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How can you avoid colorectal cancer?

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To keep this disease away, it's important to find polyps early. Since they usually don't cause symptoms, your best bet is to get a screening test that can spot them.

You've got several choices. Which one you get -- and how often -- depends on your age and what kind of risk you've got for colorectal cancer. Experts say you should get your first test at age 50, but if you've got a family history of the condition, you may need to start earlier. Check with your doctor about what's right for you.

From: How to Find Colon Polyps Early WebMD Medical Reference

SOURCES:

American Cancer Society: "American Cancer Society recommendations for colorectal cancer early detection," "Frequently Asked Questions About Colonoscopy and Sigmoidoscopy," "Stool DNA Testing for Colon Cancer," "Colorectal cancer screening tests."

American College of Gastroenterology: "Colon Polyps."

American Society of Clinical Oncology: "Fecal Occult Blood Tests."

CDC: "Colorectal Cancer Screening Tests."

Colorectal Cancer Association of Canada: "Introduction to Fecal Occult Blood Tests."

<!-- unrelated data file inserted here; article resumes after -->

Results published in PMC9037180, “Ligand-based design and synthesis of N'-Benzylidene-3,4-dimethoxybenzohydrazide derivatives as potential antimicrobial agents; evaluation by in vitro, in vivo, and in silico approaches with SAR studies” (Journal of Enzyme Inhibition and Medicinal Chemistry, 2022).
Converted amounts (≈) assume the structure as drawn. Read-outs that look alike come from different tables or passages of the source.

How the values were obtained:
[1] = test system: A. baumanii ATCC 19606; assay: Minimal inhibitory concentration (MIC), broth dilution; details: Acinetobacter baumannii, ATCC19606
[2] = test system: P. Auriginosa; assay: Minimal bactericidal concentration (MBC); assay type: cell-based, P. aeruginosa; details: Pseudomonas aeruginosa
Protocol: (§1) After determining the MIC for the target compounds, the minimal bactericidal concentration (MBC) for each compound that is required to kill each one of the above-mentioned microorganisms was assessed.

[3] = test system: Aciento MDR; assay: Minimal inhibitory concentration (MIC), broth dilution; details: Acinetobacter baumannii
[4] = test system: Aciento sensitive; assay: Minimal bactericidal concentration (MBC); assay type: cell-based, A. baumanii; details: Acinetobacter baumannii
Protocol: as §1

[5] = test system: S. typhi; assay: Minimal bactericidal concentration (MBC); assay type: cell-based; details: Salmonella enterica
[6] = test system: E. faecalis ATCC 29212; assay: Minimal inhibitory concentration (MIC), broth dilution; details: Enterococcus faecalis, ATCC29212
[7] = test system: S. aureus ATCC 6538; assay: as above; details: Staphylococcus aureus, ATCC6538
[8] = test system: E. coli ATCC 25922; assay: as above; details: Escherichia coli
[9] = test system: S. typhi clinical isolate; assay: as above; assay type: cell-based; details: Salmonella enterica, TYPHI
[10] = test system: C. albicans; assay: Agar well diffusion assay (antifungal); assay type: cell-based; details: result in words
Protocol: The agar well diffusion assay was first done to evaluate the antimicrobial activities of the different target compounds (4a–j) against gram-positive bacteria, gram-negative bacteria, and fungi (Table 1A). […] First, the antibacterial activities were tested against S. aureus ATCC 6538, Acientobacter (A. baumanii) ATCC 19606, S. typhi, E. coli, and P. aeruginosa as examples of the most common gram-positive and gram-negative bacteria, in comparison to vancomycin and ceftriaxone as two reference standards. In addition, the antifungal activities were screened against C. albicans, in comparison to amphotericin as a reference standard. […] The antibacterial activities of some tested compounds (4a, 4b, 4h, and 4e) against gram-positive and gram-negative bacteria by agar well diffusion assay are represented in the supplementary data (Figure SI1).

Massachusetts General Hospital: "Double-Contrast Barium Enema (DCBE)."

National Cancer Institute: "Tests to Detect Colorectal Cancer and Polyps."

National Institute of Diabetes and Digestive and Kidney Diseases: "Colonoscopy."

U.S. Preventive Services Task Force: "Final Recommendation Statement. Colorectal Cancer: Screening."

Mayo Clinic: "Fecal occult blood test."

Reviewed by Laura J. Martin on July 10, 2018

SOURCES:

American Cancer Society: "American Cancer Society recommendations for colorectal cancer early detection," "Frequently Asked Questions About Colonoscopy and Sigmoidoscopy," "Stool DNA Testing for Colon Cancer," "Colorectal cancer screening tests."

American College of Gastroenterology: "Colon Polyps."

American Society of Clinical Oncology: "Fecal Occult Blood Tests."

CDC: "Colorectal Cancer Screening Tests."

Colorectal Cancer Association of Canada: "Introduction to Fecal Occult Blood Tests."

Massachusetts General Hospital: "Double-Contrast Barium Enema (DCBE)."

National Cancer Institute: "Tests to Detect Colorectal Cancer and Polyps."

National Institute of Diabetes and Digestive and Kidney Diseases: "Colonoscopy."

U.S. Preventive Services Task Force: "Final Recommendation Statement. Colorectal Cancer: Screening."

Mayo Clinic: "Fecal occult blood test."

Reviewed by Laura J. Martin on July 10, 2018

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What happens if your doctor finds colon polyps during a colonoscopy?

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